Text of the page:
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Comment: Re:Two quick fixes to mass replicate (Score 1) 229

by American AC in Paris (#49777397) Attached to: Elon Musk Establishes a Grade School

Sure, plenty of kids and teens would not get educated, but they're probably not get anything now either. You can't make a student that won't learn educated anymore than you can make a morbidly obese person who refuses to eat right healthy. Sometimes society is better off with such people being allowed to make themselves into warnings for others.

Setting aside the sheer depravity of this argument, we have ample historical context for what happens when society cuts off the neediest. France, Haiti, Cuba, China, Russia, Algeria, Egypt, India, Scotland, The Phillipines, Mexico--just to name a few places where social and political inequality have driven massive, bloody revolts.

Wealth and political power calcify with the already wealthy and powerful. The middle and working classes slowly lose what wealth they have through attrition. Poverty becomes a virtually inescapable sink of destitution. Eventually, enough people end up having quite literally nothing to lose that you get vicious, deadly, destructive revolutions that take generations to recover from.

If you insist on taking a "pragmatic" view of not even bothering to -try- to improve the lives of the impoverished, try to at least understand the historical ramifications of what you're arguing for.

Comment: Re:Schizo (Score 2) 319

by American AC in Paris (#49726361) Attached to: Battle To Regulate Ridesharing Moves Through States

Then Uber comes along and creates a way to share a ride and the driver benefits a little bit as well.

Uber drivers aren't sharing a damned thing. They're charging for a service. That's called doing business, and if you want to do business, you need to follow certain rules, just like anything else in life. You can't just jump up and say "nuh-uh, this is sharing!" when you're really requiring people to pay you before you "share" anything.

If I open a gas station and call it a "fuel sharing service", does that mean that I get to bypass all those pesky rules and regulations for making sure my tanks don't leak into the ground? Or that I don't need to spend all that extraneous money to install safety cutoff switches (like anyone ever -uses- those, amirite?)

Comment: "Ridesharing" (Score 4, Insightful) 319

by American AC in Paris (#49725617) Attached to: Battle To Regulate Ridesharing Moves Through States

If y'all are still telling yourselves that services like Uber and Lyft are "rideshares", you're not paying attention, and haven't been for a long time.

Ridesharing suggests that people are sharing a ride from point A to point B--that is, they're both going that way, and thus are going to slug together to save gas/cost.

Uber and Lyft are effectively taxi services that uses an app instead of a dispatcher. The driver seeks out a fare, starts the timer, drives the fare to their destination, and then seeks out another fare.

The driver is not "sharing" anything, nor is the passenger. This is a taxi service.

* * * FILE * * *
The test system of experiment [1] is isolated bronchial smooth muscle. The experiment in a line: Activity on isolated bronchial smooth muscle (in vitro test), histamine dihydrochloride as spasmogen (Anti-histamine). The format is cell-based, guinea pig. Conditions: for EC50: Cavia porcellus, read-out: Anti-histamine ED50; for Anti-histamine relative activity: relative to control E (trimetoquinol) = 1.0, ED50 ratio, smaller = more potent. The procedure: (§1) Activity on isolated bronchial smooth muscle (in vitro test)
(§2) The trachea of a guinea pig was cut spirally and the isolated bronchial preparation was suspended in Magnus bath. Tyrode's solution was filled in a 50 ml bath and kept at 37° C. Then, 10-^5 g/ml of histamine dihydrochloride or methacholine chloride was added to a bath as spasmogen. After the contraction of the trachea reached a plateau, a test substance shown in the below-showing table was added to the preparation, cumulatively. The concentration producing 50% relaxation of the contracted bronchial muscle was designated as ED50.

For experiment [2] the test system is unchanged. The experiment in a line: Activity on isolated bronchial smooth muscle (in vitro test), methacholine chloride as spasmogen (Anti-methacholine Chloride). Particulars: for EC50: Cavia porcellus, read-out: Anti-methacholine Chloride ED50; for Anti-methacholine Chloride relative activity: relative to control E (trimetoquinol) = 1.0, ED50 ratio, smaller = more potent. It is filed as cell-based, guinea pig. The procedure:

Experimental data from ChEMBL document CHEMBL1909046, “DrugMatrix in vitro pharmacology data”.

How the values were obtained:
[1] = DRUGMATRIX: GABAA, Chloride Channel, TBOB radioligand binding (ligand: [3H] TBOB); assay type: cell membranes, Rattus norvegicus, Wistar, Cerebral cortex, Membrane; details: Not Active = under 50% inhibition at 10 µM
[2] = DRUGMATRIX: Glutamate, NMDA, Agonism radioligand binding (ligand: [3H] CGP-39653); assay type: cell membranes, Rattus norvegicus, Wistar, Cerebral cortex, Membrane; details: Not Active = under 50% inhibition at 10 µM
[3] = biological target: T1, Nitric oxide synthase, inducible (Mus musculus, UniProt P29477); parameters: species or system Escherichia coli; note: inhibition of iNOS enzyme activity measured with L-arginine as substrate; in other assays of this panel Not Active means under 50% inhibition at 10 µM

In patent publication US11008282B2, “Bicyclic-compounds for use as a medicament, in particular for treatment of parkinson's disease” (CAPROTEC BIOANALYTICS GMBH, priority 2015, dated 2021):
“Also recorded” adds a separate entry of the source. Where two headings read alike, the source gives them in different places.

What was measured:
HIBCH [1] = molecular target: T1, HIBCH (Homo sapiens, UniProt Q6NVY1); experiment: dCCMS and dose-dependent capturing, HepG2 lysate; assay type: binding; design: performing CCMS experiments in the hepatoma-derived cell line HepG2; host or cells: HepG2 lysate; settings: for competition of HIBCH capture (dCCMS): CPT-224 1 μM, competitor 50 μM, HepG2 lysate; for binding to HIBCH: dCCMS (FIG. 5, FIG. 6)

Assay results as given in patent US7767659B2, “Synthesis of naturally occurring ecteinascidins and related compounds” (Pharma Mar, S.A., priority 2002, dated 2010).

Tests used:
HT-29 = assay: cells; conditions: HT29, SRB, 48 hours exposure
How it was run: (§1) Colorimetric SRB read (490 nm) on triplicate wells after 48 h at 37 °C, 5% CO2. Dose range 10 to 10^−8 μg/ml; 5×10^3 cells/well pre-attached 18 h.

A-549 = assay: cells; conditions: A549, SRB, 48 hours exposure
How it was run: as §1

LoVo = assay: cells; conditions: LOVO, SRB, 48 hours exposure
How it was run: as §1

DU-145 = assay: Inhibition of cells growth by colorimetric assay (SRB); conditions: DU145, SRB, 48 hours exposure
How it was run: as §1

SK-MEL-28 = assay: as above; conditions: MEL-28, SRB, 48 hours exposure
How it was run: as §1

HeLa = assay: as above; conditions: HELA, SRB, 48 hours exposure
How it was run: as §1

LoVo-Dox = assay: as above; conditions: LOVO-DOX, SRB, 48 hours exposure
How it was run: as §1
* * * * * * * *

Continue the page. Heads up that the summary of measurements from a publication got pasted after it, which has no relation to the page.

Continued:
Comment: Re:Interstate Water Sharing system (Score 1) 678

How about, instead of massive engineering projects, we just don't build cities where there aren't enough natural resources to sustain them?

Cities are, by their very definition, massive engineering projects that do not have sufficient natural resources to sustain themselves. Name one city that could function on a daily basis without regular imports from hundreds of miles away.

Comment: Re: We Remember things which Affect Us (Score 1) 301

by belmolis (#49508629) Attached to: Joseph Goebbels' Estate Sues Publisher Over Diary Excerpt Royalties
While the full extent of atrocities was not known until after the war, that massive atrocities focussed on Jews were being committed was in fact known to the allies by the end of 1942. For example, the Polish government in exile submitted a report on the extermination of the Jews to the United Nations in December, 1942.

Comment: Re:Long View (Score 3, Insightful) 482

No, the argument is that people will do what people do, which is increase their expenses as their income increases.

When they have to cut back, they won't, and instead end up on the six o'clock news whining that it's so unfair and that they should get to keep the house they can no longer afford. We've seen this before.

We're both saying the same thing. You trust the wisdom of the market over your own judgement. Your core argument is that you should stay where the market says you belong, because you really can't be trusted to know how to handle more than what the market says you deserve.

Comment: Re:Long View (Score 5, Insightful) 482

Your argument boils down to:

"if you get paid more than you're worth, you might someday find yourself in a situation where that well-paying job goes away, and you'll need to re-adjust your standard of living back down to where you 'should' be. Wouldn't it be better for you to simply keep making less money and remain at that lower standard of living in the first place? You'd avoid all kinds of uncertainty and potential upheaval!"

Compensation is whatever your employer wants to give you. If you find what this guy is doing to be grating and wrong, that says a lot more about you than it does him.

It's not so hard to lift yourself by your bootstraps once you're off the ground. -- Daniel B. Luten

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